Although thus fairly on the world, and in possession of very considerable experience in his profession, Mr Moore was yet only in the seventeenth year of his age. After remaining some time in London, during which he attended the anatomical lectures of his celebrated countryman, Dr Hunter, he went to Paris, to acquire what knowledge might be afforded by an attendance on the hospital and medical lectures of that city, then reckoned the best school in Europe. Fortunately for Mr Moore, his early patron, the earl of Albemarle, was at this time residing in Paris, as ambassador from the court of Great Britain. Mr Moore lost no time in waiting upon his excellency, who, having always entertained the highest opinion of his merits, immediately appointed him surgeon to his household. He had thus an opportunity afforded him of enjoying the first society in Paris, being at all times a welcome guest at the table of the ambassador.

After residing nearly two years in the French capital, Mr Moore was invited by his first master, Dr Gordon, to return to Glasgow, and to enter into partnership with him in his business. With this invitation he thought it advisable to comply, and soon after left Paris. He returned, however, by the way of London, where he remained a few months for the purpose of attending another course of Dr Hunter’s lectures, together with those of Dr Smellie on midwifery. From London he proceeded to Glasgow, when the proposed connexion with Dr Gordon immediately took place. This connexion continued for two years. At the end of that period, his partner having received a diploma, confined himself solely to the practice of physic, while Mr Moore continued the business of a surgeon, assuming now as his partner, Mr Hamilton, professor of anatomy, instead of Dr Gordon, who had necessarily, from the change in his practice, withdrawn from the concern.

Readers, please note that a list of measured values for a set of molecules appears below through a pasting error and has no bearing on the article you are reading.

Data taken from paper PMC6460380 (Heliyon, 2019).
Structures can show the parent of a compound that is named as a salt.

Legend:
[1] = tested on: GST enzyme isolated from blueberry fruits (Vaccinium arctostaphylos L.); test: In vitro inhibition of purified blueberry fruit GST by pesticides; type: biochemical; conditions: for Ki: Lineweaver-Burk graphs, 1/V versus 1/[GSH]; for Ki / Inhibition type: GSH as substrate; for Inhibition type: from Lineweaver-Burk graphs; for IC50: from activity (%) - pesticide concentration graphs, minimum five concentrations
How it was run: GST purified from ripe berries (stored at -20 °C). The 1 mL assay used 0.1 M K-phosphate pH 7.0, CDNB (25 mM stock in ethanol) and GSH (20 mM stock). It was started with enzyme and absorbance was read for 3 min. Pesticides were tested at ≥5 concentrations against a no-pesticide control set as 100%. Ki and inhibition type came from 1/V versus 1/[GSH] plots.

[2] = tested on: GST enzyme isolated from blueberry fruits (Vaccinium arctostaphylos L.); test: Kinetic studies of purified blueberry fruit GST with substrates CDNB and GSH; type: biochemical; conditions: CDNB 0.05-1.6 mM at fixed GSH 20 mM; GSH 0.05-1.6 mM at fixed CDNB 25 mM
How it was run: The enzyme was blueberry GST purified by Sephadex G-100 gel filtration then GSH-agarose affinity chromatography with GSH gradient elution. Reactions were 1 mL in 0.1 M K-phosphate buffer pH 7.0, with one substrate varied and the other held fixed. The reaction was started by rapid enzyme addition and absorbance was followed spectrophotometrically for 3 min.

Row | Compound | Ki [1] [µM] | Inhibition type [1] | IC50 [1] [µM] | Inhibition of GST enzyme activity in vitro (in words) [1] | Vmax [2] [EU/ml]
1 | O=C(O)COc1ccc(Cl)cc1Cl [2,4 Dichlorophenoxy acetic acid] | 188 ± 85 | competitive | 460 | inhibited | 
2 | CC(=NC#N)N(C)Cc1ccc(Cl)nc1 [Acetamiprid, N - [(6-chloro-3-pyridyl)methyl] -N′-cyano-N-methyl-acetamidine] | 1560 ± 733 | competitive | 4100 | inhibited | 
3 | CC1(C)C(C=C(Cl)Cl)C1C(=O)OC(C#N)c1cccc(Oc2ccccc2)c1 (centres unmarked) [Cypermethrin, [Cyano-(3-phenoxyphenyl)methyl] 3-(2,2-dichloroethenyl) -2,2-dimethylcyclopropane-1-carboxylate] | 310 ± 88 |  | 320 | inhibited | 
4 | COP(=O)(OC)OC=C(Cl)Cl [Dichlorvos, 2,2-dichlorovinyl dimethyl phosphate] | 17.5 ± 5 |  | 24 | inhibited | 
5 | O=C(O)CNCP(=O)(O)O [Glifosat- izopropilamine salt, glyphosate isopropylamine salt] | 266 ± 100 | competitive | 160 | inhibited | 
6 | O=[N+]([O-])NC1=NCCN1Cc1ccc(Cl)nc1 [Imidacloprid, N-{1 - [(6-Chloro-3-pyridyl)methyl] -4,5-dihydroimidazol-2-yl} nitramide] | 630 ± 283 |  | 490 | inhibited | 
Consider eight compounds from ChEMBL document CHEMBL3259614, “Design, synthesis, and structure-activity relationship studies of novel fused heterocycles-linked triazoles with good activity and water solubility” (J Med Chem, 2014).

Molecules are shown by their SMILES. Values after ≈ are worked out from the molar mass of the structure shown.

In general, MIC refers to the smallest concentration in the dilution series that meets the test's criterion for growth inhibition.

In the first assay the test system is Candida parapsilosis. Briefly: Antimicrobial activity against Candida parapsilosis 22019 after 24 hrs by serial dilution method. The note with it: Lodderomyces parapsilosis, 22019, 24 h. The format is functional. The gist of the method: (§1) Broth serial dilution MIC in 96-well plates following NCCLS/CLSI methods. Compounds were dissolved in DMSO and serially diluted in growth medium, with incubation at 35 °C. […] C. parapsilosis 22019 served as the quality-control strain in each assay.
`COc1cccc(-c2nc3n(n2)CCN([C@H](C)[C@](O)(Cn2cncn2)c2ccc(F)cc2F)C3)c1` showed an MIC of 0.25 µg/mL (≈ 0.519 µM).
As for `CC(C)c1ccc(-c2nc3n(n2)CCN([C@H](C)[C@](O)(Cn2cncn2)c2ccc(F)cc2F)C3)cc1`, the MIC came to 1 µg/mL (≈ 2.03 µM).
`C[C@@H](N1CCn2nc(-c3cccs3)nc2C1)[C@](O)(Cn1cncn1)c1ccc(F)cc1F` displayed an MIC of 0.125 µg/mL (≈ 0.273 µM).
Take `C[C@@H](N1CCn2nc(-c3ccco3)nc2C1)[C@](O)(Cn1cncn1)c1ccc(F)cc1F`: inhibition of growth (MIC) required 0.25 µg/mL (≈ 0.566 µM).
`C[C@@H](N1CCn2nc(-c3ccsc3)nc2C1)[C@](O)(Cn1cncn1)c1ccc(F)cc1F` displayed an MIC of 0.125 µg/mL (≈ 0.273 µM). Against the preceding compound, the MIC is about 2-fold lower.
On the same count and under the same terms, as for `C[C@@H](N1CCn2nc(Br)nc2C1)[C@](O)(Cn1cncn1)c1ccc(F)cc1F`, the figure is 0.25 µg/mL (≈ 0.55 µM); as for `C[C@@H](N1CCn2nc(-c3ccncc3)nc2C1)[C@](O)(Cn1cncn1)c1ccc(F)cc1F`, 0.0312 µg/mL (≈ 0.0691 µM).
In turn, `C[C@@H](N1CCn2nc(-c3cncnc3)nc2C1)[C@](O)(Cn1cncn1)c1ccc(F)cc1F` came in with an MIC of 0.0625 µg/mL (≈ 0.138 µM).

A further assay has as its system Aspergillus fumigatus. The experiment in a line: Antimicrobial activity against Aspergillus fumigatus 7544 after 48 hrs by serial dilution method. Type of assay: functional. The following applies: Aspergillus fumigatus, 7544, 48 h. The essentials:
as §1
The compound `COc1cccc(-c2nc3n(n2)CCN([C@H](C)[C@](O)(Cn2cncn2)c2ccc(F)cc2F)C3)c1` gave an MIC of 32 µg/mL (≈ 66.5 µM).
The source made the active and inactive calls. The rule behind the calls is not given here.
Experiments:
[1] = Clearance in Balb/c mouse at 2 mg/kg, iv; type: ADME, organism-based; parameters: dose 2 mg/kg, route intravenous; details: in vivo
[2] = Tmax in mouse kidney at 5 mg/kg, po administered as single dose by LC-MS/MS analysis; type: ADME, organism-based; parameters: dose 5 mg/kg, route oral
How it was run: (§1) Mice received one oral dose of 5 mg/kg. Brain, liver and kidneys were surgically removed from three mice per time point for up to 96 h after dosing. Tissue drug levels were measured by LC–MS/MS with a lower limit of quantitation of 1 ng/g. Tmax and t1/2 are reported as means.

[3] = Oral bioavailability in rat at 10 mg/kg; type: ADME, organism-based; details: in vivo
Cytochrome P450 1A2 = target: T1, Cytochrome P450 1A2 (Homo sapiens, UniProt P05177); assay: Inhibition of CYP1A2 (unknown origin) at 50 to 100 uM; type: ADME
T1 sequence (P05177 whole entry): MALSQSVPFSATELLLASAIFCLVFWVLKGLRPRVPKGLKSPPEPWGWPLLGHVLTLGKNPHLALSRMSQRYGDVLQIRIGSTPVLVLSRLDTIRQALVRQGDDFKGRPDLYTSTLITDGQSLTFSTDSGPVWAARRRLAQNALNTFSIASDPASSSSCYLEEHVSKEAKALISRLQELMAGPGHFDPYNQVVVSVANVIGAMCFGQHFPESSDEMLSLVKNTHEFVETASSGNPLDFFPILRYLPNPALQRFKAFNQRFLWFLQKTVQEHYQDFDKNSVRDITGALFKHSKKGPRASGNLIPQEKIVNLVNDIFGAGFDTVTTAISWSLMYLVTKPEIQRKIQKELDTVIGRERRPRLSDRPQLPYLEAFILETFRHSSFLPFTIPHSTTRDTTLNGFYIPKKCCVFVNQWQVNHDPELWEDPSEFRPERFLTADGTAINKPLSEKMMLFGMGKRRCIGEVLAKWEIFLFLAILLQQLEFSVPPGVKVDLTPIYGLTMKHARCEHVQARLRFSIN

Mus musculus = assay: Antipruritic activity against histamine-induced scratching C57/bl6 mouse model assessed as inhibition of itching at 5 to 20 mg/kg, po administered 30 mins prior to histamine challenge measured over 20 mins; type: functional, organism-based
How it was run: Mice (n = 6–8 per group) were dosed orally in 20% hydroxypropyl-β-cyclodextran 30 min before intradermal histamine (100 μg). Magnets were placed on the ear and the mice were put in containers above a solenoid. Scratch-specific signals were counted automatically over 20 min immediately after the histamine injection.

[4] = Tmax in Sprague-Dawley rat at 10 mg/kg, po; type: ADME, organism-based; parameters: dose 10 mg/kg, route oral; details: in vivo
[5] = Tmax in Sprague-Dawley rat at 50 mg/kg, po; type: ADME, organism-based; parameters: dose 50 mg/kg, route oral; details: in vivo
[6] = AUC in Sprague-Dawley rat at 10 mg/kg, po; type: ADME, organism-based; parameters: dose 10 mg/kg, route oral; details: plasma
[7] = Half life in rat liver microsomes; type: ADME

In 1769, a circumstance occurred which totally altered Dr Moore’s prospects in life, and opened up others more congenial, there is every reason to believe, than those to which his profession confined him. In the year just named, he was called upon to attend James George, duke of Hamilton, who, then but in the fourteenth year of his age, was affected with a consumptive disorder, of which, after a lingering illness, he died. Dr Moore’s assiduity in this case, although unavailing as to the issue, led to a close connexion with the noble family of his late patient. In the following year, having previously obtained a diploma as doctor of medicine from the university of Glasgow, he was engaged by the duchess of Argyle to attend her son, the duke of Hamilton, as a companion during his travels. The duke, who was at this time about fourteen or fifteen years of age, was, like his brother, also of a sickly constitution, and in Dr Moore was found exactly such a person as was fittest to attend him; one who combined a knowledge of medicine with some experience of continental travel, and an enlightened mind. The young duke and his companion remained abroad for five years, during which they visited France, Italy, Switzerland, and Germany.